Background: Persistent post-herniotomy pain may be a neuropathic pain state based on the finding of a persistent sensory dysfunction. However, detailed information on the normal distribution of sensory function in pain-free post-herniotomy patients hinders identification of exact pathogenic mechanisms. Therefore, we aimed to establish normative data on sensory function in pain-free patients >1 year after a groin herniotomy. Methods: Sensory thresholds were assessed in 40 pain-free patients by a standardized quantitative sensory testing (QST). Secondary endpoints included comparison of sensory function between the operated and the nave side, and correlation between sensory function modalities. Results: QST showed that on the operated side, thermal data were normally distributed, but mechanical pressure and pinch thresholds were normalized only after log-transformation, and cold pain and pressure tolerance could not be normalized. Comparison of QST results revealed significant (P<0.01) cutaneous hypoesthesia/hyperalgesia, but also significant pressure hyperalgesia (P<0.01) and decreased pressure tolerance (P=0.02) on the operated vs. the nave side. Wind-up was seen in 6 (15%) but with a low pain intensity. Conclusion: Persistent sensory dysfunction is common in pain-free post-herniotomy patients. Future studies of sensory function in persistent post-herniotomy pain should compare the findings to the present data in order to characterize individual patients and potentially identify subgroups, which may aid in allocation of patients to pharmacological or surgical treatment. [source]


Trends in solubility of polymorphs

JOURNAL OF PHARMACEUTICAL SCIENCES, Issue 5 2005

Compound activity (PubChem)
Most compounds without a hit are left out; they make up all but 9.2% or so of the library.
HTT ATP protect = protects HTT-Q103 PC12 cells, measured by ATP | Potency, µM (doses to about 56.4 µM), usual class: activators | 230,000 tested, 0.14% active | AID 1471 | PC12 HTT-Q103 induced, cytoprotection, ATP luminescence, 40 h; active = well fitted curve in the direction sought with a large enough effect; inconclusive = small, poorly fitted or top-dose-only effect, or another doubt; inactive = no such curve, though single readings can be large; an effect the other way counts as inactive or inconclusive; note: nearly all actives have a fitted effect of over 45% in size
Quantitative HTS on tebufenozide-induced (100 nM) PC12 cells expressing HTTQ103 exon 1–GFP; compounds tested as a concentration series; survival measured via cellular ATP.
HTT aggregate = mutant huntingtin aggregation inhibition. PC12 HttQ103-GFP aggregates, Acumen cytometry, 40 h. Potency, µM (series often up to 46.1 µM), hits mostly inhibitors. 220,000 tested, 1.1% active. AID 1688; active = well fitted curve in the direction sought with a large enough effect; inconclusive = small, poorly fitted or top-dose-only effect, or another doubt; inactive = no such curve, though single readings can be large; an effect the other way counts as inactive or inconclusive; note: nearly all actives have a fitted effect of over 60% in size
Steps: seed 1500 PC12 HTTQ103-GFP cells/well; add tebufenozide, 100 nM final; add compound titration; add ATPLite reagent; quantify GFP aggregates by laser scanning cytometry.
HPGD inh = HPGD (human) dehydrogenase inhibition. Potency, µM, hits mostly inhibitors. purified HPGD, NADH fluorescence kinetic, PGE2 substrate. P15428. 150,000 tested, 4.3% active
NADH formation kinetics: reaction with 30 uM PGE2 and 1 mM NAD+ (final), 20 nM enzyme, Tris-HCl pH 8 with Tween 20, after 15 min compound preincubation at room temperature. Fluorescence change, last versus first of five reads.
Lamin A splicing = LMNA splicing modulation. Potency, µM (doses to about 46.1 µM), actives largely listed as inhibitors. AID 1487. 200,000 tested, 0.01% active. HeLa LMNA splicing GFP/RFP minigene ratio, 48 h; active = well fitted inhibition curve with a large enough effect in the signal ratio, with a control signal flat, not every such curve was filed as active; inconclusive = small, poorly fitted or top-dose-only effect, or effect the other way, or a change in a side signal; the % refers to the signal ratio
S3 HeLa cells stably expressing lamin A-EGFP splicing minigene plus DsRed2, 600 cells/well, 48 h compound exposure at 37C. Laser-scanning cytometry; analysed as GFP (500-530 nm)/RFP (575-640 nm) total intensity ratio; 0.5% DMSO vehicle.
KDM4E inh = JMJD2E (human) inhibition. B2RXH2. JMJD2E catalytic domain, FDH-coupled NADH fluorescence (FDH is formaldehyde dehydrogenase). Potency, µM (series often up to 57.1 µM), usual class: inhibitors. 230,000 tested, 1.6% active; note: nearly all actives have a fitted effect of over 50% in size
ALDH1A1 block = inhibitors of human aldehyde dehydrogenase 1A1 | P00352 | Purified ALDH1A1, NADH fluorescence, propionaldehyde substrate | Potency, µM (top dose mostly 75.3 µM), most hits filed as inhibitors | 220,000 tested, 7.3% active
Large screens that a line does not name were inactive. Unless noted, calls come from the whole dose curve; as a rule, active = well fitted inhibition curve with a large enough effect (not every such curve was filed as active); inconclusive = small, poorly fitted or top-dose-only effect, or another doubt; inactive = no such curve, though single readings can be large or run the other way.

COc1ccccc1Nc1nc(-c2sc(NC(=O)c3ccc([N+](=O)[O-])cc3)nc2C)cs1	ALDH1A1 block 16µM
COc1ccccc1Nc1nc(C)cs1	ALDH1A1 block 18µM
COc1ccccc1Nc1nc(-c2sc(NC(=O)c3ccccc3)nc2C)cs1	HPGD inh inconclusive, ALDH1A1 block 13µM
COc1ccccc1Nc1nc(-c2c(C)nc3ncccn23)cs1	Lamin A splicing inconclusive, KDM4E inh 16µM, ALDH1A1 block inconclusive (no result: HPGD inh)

Madhu Pudipeddi
Abstract Polymorphism of drug substances has been the subject of intense investigation in the pharmaceutical field for over 40 years. Considering the multitude of reports on solubility or dissolution of polymorphs in the literature, an attempt is made in this study to answer the question: How big is the impact of polymorphism on solubility? A large number of literature reports on solubility or dissolution of polymorphs were reviewed and the data were analyzed for trends in solubility ratio of polymorphs. The general trend reveals that the ratio of polymorph solubility is typically less than 2, although occasionally higher ratios can be observed. A similar trend is also observed for anhydrate/hydrate solubility ratios, although anhydrate/hydrate solubility ratios appear to be more spread out and higher than the typical ratio for nonsolvated polymorphs. An attempt is also made in this commentary to estimate the ratio of solubilities of polymorphs from thermal data. The trend in estimated solubility ratio shows good agreement with the one observed with experimentally determined solubility values. 2005 Wiley-Liss, Inc. and the American Pharmacists Association J Pharm Sci 94:929,939, 2005 [source]